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Localizing movement-related primary sensorimotor cortices with multi-band EEG frequency changes and functional MRI.

Kuo CC, Luu P, Morgan KK, Dow M, Davey C, Song J, Malony AD, Tucker DM - PLoS ONE (2014)

Bottom Line: In the present study, five participants performed similar thumb and finger movement tasks in parallel EEG and functional MRI studies.We examined changes in five frequency bands (from 5-120 Hz) and localized them using 256 dense-array EEG (dEEG) recordings and high-resolution individual head models.Results showed that beta-band (14-30 Hz) desynchronizations (power decreases) were the most robust effects, appearing in all individuals, consistently localized to the hand region of the primary motor cortex, and consistently aligned with fMRI localizations.

View Article: PubMed Central - PubMed

Affiliation: Electrical Geodesics, Inc., Eugene, Oregon, United States of America; NeuroInformatics Center, University of Oregon, Eugene, Oregon, United States of America.

ABSTRACT
Electroencephalographic (EEG) oscillations in multiple frequency bands can be observed during functional activity of the cerebral cortex. An important question is whether activity of focal areas of cortex, such as during finger movements, is tracked by focal oscillatory EEG changes. Although a number of studies have compared EEG changes to functional MRI hemodynamic responses, we can find no previous research that relates the fMRI hemodynamic activity to localization of the multiple EEG frequency changes observed in motor tasks. In the present study, five participants performed similar thumb and finger movement tasks in parallel EEG and functional MRI studies. We examined changes in five frequency bands (from 5-120 Hz) and localized them using 256 dense-array EEG (dEEG) recordings and high-resolution individual head models. These localizations were compared with fMRI localizations in the same participants. Results showed that beta-band (14-30 Hz) desynchronizations (power decreases) were the most robust effects, appearing in all individuals, consistently localized to the hand region of the primary motor cortex, and consistently aligned with fMRI localizations.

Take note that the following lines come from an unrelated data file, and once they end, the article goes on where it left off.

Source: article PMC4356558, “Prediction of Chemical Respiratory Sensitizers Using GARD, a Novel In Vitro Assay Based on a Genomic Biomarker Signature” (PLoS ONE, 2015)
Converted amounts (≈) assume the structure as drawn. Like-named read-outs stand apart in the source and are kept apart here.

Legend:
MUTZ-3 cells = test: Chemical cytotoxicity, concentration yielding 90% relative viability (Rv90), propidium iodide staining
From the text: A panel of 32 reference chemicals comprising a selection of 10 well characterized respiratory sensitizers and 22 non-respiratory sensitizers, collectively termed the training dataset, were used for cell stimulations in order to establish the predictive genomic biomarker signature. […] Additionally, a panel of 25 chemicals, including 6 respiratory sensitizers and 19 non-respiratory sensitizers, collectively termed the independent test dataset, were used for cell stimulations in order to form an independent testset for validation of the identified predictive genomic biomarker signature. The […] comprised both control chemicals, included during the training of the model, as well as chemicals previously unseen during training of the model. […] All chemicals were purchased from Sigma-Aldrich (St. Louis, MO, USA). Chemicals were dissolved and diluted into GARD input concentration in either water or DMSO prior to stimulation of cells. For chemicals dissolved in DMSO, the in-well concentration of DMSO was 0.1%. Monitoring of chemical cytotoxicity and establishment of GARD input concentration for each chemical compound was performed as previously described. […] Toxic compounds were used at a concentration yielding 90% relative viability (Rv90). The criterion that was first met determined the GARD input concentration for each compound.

No MeSH data available.


Time-course of average EEG trace (i.e., event-related potential) from channel C3 (bandpass: 1–120 Hz) during right thumb movement in one subject.Color bars on horizontal axis mark categorical time periods (see text).
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pone-0112103-g002: Time-course of average EEG trace (i.e., event-related potential) from channel C3 (bandpass: 1–120 Hz) during right thumb movement in one subject.Color bars on horizontal axis mark categorical time periods (see text).

Mentions: Figure 2 presents the ERP recorded from an electrode over the contralateral motor cortex for a single subject. Familiar movement-related potentials can be observed in the movement execution period, particularly the negative going potential prior to the button press and positive peaks following the response [19]. Time-frequency analysis of individual trials that make up the ERP capture not only the frequency specific changes that are phase-locked to the response but also the non-phase locked features, providing a more detailed and comprehensive view of the brain changes associated with motor control. Although there are important motor-related low-frequency activities [53], low-frequency information requires a longer time interval. Because of the requirement for more data, it is difficult to obtain enough artifact-free trials at these longer intervals for analysis. Therefore, following time-frequency analyses are focused on frequency bands above 4 Hz.